When adding earthworms to soil, they need to be “planted” several inches below the surface. They also need organic matter for a food source.
Biological amendments improve the diversity and number of soil organisms. Typical amendments include mycorrhiza, a symbiotic fungus that colonizes plant roots, and compost teas, which inoculate soil with microorganisms. “Macrofauna” such as earthworms provide a number of benefits, including improved pore structure and detoxification of contaminants.
Chemical amendments, also known as fertilizers, are used to change soil pH or add missing nutrients, but in general, they are the least effective type of amendment and can have unintended consequences. They can also run off the landscape and end up in waterways, especially if over applied. Chemical amendments should be used only after other methods have been tried.
Mulch. Anything added on top of the soil layer can be called mulch, and common mulching materials include peat moss, leaves, wood chips, bark, compost, rice hulls and straw, and synthetic materials such as sheet plastic and geotextiles. Mulch protects soil, keeping it cool and moist and stimulating biological activity. A layer of mulch can also help soils recover from mild compaction or prevent further compaction.
Cover crops. Planting a cover crop such as oats, clover or alfalfa is a good strategy for improving the soil before installing a rain garden or other stormwater feature. Cover crops can add organic matter, stimulate biological activity, inhibit weeds and protect the soil from erosion and moisture loss. Cover crops can be sown in the fall or summer.
Bioremediation. Taking advantage of organisms’ natural process to repair soil is called bioremediation. Plants, microorganisms and/or soil amendments such as compost can all be used to digest harmful chemicals and transform them into nontoxic byproducts. Phytoremediation refers to the practice of using plants to take up harmful chemicals from the soil and groundwater and storing them in their roots, stems or leaves. The plants are usually harvested once they have done their job.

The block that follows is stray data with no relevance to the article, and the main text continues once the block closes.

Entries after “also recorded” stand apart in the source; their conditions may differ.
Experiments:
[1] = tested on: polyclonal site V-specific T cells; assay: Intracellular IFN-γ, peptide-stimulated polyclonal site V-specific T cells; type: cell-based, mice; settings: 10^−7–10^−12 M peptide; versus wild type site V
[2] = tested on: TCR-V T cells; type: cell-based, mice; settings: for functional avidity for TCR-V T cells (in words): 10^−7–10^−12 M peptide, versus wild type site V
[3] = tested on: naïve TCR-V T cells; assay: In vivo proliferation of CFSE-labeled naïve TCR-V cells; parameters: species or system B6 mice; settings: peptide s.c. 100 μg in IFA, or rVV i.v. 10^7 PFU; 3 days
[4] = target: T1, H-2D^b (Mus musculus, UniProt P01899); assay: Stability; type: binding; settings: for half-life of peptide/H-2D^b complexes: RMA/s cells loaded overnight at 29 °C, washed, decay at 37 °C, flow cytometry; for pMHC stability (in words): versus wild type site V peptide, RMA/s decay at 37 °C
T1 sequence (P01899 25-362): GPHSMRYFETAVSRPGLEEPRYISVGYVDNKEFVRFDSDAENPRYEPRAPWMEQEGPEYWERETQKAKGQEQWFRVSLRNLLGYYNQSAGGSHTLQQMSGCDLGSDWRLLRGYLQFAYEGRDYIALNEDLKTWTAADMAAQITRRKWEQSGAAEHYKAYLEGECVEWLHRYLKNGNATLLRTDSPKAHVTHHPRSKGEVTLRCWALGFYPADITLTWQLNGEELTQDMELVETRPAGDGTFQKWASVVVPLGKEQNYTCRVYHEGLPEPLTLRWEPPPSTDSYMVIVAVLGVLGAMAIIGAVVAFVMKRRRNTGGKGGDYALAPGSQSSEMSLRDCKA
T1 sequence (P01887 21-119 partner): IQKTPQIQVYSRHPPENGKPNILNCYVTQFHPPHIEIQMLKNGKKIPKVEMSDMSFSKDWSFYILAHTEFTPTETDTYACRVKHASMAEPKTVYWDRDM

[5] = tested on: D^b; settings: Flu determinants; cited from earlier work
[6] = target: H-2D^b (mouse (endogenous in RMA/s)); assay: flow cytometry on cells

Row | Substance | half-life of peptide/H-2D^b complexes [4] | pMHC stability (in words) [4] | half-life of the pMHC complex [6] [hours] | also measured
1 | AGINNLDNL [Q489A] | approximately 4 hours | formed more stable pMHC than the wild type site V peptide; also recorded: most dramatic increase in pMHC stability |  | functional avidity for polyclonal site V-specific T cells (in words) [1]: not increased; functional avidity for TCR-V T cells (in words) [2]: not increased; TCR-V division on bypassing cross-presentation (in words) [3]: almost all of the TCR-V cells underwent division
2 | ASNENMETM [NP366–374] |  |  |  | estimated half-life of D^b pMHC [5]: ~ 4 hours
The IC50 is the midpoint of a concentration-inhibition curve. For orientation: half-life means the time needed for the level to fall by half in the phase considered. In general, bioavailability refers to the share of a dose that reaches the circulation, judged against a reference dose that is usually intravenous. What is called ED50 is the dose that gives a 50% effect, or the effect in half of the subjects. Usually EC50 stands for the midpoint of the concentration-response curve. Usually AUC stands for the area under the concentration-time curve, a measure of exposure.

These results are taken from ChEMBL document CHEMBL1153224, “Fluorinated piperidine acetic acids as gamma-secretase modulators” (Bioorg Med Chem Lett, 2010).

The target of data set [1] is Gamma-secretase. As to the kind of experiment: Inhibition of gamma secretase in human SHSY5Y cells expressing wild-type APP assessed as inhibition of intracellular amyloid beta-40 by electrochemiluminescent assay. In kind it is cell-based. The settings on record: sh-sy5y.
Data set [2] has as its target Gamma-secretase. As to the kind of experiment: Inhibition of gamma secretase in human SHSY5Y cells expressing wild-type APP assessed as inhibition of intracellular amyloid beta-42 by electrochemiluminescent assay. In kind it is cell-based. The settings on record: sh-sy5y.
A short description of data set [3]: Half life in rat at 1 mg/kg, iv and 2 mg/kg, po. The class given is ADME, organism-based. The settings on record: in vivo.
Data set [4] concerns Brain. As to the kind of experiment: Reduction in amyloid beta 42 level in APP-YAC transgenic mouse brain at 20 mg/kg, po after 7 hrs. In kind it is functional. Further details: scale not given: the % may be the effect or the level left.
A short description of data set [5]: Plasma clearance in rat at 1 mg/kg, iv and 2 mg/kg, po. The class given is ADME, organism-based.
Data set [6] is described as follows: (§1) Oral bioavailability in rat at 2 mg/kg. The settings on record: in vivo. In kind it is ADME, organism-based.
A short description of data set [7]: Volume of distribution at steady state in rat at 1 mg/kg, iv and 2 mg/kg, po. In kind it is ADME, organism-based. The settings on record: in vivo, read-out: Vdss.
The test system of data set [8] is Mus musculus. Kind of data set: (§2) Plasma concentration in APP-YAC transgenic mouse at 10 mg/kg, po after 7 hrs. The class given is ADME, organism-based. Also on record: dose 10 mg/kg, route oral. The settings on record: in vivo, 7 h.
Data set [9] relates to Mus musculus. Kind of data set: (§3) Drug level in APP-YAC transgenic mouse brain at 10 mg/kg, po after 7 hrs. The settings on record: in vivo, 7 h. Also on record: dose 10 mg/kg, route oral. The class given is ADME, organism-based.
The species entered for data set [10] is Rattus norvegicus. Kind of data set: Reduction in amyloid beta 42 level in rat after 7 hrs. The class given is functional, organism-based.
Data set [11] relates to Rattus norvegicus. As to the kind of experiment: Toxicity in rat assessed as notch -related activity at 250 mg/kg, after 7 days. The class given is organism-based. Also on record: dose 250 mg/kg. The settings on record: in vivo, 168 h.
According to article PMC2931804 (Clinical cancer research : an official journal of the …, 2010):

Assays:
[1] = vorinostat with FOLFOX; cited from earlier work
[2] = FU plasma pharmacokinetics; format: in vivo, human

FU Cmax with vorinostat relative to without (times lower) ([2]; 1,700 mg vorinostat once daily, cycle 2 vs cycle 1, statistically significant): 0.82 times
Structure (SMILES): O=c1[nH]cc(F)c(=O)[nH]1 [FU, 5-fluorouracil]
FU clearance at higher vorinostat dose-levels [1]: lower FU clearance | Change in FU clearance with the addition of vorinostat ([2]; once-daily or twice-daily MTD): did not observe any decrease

3. Brownfield Sites
If your project involves redeveloping a brownfield site, the possible presence of contaminants could affect stormwater infrastructure, especially if the features rely on infiltration. These features must be designed carefully, so contaminants in the soil are not mobilized, which could increase the risk of groundwater contamination.
Lead Removal Best Practices
- Remove soils and replace.
- Add clean soil on top of the lead-contaminated soil.
- Maintain soil pH levels above 6.5 by adding organic matter. Lead binds to organic matter, making it less available to plants.
Any lot that’s being redeveloped could house contaminants in the soil, so it’s a good idea to take the following steps before designing green infrastructure or other landscaping.